... is learning, obviously. James Sturcke on a formidable 73-year-old PhD student who stole the show at a conference to discuss how to recruit over-50s
Grandmother-of-four Irene Ison sat up in her chair among the conference delegates and announced: I did my O-levels in my 40s, A-levels in my 50s, my first degree in my 60s and my Masters in my 70s. I'm now doing a PhD into eccentricity among the elderly.
At a time when the population is ageing, the 73-year-old was the oldest person spending a day exploring how to attract the over-50s to learning and keep them.
Held to coincide with the UN International Day of Elderly Persons on October 1, the conference took place at the Create Centre in Bristol - a converted tobacco warehouse which champions recycling and making use of scant resources. Signs boast that even the toilets flush with rain water collected from the roof.
Mrs Ison, from Coventry, continued: "The trouble is they either want to put me with other oldies in so-called lifelong learning classes where you do flower-arranging or you go on general courses where you can get discriminated against by teachers and students for being old.
"I want to know what young people are learning. I want to be up-to-date. I don't want to be treated as somebody else. I want to be treated with everybody else. Learning prolongs good health. Every time you learn you lose a wrinkle.
"But I've now got a problem that I can't get a supervisor for my PhD because the Government won't fund one for students over 70.
The National Institute for Adult Continuing Education, which organised the conference, agrees there are considerable health benefits from learning in later life with corresponding reductions in care costs and dependency.
But although the Government wants people to stay working longer and last week (October 2nd) announced pound;30,000 pay-outs to people deferring retirement until 70, few older people are learning new skills.
According to Niace, while half of workers aged between 25 to 54 are involved in or have recently participated in learning, that number drops to less than one in three for those aged 55 to 64, one in five for 65 to 74 and one in 10 for the over 75s.
In an attempt to redress the balance, Niace has set up the "Older and Bolder" programme to help people over 50 get on courses.
Jim Soulsby, programme development worker, said: "It might have passed you by but 1993 was European Year of the Elderly. Back then, retirement was about elderly people disengaging from working life. That has now changed.
"It's a rapidly moving world and the demographic implications of an ageing population are getting closer to home. Education for the elderly used to be seen as a reward during retirement when you took up hobbies. Now it is seen as a way to help older people improve their lives. It is about equipping them with the knowledge and contacts to do what they want."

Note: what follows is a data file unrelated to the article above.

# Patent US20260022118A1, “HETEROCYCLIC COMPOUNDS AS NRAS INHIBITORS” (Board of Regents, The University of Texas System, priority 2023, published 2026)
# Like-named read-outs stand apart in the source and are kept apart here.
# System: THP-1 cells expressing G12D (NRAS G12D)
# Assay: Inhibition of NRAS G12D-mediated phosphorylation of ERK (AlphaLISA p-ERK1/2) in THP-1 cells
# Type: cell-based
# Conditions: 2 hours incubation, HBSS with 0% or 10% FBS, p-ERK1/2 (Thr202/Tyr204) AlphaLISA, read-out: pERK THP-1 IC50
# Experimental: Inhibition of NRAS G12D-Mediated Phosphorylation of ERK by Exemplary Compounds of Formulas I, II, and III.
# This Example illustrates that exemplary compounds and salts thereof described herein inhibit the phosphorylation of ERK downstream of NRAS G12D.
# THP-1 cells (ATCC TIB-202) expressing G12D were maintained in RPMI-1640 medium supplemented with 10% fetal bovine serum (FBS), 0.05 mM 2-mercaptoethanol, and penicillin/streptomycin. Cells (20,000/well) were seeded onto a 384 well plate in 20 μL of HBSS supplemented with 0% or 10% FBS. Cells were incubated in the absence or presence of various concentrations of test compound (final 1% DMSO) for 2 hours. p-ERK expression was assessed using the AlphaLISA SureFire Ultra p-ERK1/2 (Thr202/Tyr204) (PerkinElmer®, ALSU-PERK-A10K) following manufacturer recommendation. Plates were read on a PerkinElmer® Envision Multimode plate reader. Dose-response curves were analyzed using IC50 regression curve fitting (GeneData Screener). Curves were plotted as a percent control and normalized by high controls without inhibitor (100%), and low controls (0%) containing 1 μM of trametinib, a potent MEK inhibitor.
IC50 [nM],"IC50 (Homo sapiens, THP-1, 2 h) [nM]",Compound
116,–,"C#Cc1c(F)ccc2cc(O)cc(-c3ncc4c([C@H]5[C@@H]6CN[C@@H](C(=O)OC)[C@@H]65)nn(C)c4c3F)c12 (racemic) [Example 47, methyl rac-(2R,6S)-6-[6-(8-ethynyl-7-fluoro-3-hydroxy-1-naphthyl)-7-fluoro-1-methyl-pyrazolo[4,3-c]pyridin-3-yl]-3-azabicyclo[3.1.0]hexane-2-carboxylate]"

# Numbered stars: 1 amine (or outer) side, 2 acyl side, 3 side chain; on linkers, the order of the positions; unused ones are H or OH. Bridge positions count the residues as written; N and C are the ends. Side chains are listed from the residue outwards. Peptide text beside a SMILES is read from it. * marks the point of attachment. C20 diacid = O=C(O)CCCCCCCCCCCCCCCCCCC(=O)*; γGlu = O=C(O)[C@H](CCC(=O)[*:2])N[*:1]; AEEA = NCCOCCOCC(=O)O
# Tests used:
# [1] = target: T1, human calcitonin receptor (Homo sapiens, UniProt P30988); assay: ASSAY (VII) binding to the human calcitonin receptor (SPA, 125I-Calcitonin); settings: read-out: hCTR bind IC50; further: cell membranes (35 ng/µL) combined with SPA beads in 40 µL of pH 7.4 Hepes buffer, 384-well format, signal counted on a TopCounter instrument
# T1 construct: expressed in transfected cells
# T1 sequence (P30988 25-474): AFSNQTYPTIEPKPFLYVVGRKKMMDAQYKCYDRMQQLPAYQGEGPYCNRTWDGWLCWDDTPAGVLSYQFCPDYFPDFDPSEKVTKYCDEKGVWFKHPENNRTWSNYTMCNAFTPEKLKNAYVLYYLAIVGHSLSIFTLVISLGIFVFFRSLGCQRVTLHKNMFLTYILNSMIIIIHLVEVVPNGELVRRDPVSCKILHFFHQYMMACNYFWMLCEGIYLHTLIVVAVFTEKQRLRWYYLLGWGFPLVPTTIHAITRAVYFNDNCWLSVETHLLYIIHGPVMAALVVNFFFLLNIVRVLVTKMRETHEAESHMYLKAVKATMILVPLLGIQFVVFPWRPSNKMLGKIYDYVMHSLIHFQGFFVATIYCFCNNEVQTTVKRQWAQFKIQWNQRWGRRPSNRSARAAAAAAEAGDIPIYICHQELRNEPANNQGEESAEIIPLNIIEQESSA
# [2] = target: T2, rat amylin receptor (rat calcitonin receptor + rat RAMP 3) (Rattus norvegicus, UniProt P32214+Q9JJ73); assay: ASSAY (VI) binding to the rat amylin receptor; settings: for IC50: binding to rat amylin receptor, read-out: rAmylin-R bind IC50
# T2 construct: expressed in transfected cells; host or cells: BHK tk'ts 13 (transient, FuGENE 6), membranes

Empowering of the elderly was a recurring theme during the day and the demand to further it is increasingly recognised.
Among the delegates Gill Wheeler, who manages a Salisbury-based training consultancy, has teamed up with Age Concern to run a two-day course for older people.
She said: "We help build confidence and skills to enable older people to become more involved in the decisions that affect their lives, like dealing with bureaucracy."
Among the first successes was prompting the local district hospital to redesign its patients bedside booklet to make it easier for older people to understand.
Meanwhile Frank Baynham, from Forest of Dean Housing, is piloting a scheme to get sheltered tenants on line. He said: "Less than one in 15 of our tenants has direct access to the internet. In a spread out community like ours it is not good enough to say they can get it at the local library.
"We are going to install computers at our 22 sheltered sites so that the residents can contact us with queries quickly and easily.
"We want them to use this system to access online services, enhance their employment prospects, possibly set up e-businesses but also to be able to contact family and friends.
"And that's the key to getting them involved. Tell them they can use the internet to receive pictures of their grandchildren in New Zealand and they are mad for it."
In an attempt to help boost similar projects, Niace is about to publish a guidebook called Facilitating Older Learners.
Author Ann Ankers, who likes to underline a point by calling herself "officially retired" in her biographical notes, said: "It is essentially wasteful to cast aside people of a certain age when they still have a lot to offer society. In fact they have more experience than the rest of us.
"A civilised society should give opportunity to everyone to learn for learning's sake including people who have retired."
She expects the resource pack will become a useful tool for training providers. And as Paula McElearney from Worcester College of Technology, pointed out, it is not just the elderly who benefit.
She told the conference: "People are constantly forgetting that elderly people are a massive consumer area. If they learn to use the internet they will get involved with e-commerce. People should not forget the grey pound is huge."